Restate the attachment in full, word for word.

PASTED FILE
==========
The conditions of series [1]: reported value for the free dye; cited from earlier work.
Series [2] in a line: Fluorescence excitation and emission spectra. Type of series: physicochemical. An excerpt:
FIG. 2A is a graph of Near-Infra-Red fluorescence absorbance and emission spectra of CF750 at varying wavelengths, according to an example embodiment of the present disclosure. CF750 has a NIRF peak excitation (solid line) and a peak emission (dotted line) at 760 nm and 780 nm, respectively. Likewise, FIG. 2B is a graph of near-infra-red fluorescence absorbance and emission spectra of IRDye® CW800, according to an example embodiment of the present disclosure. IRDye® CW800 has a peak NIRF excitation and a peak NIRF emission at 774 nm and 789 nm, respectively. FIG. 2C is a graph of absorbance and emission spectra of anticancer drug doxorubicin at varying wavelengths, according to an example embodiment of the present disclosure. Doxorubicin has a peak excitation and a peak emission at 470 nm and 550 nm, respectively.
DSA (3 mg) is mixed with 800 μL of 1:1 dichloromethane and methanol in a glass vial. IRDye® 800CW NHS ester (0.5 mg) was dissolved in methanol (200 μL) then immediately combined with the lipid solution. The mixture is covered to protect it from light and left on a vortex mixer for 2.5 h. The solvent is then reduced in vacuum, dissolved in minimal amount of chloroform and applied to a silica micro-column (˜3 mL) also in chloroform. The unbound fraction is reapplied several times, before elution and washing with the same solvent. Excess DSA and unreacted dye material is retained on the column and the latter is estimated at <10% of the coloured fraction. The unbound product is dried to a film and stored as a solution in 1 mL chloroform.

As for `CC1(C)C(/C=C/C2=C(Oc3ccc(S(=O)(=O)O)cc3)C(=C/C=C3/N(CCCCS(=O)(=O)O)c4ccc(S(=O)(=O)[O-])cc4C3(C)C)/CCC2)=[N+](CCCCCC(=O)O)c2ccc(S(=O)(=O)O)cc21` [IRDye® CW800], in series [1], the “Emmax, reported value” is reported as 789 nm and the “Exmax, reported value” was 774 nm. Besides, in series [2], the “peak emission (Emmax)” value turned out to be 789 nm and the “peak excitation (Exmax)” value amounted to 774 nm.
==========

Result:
The conditions of series [1]: reported value for the free dye; cited from earlier work.
Series [2] in a line: Fluorescence excitation and emission spectra. Type of series: physicochemical. An excerpt:
FIG. 2A is a graph of Near-Infra-Red fluorescence absorbance and emission spectra of CF750 at varying wavelengths, according to an example embodiment of the present disclosure. CF750 has a NIRF peak excitation (solid line) and a peak emission (dotted line) at 760 nm and 780 nm, respectively. Likewise, FIG. 2B is a graph of near-infra-red fluorescence absorbance and emission spectra of IRDye® CW800, according to an example embodiment of the present disclosure. IRDye® CW800 has a peak NIRF excitation and a peak NIRF emission at 774 nm and 789 nm, respectively. FIG. 2C is a graph of absorbance and emission spectra of anticancer drug doxorubicin at varying wavelengths, according to an example embodiment of the present disclosure. Doxorubicin has a peak excitation and a peak emission at 470 nm and 550 nm, respectively.
DSA (3 mg) is mixed with 800 μL of 1:1 dichloromethane and methanol in a glass vial. IRDye® 800CW NHS ester (0.5 mg) was dissolved in methanol (200 μL) then immediately combined with the lipid solution. The mixture is covered to protect it from light and left on a vortex mixer for 2.5 h. The solvent is then reduced in vacuum, dissolved in minimal amount of chloroform and applied to a silica micro-column (˜3 mL) also in chloroform. The unbound fraction is reapplied several times, before elution and washing with the same solvent. Excess DSA and unreacted dye material is retained on the column and the latter is estimated at <10% of the coloured fraction. The unbound product is dried to a film and stored as a solution in 1 mL chloroform.

As for `CC1(C)C(/C=C/C2=C(Oc3ccc(S(=O)(=O)O)cc3)C(=C/C=C3/N(CCCCS(=O)(=O)O)c4ccc(S(=O)(=O)[O-])cc4C3(C)C)/CCC2)=[N+](CCCCCC(=O)O)c2ccc(S(=O)(=O)O)cc21` [IRDye® CW800], in series [1], the “Emmax, reported value” is reported as 789 nm and the “Exmax, reported value” was 774 nm. Besides, in series [2], the “peak emission (Emmax)” value turned out to be 789 nm and the “peak excitation (Exmax)” value amounted to 774 nm.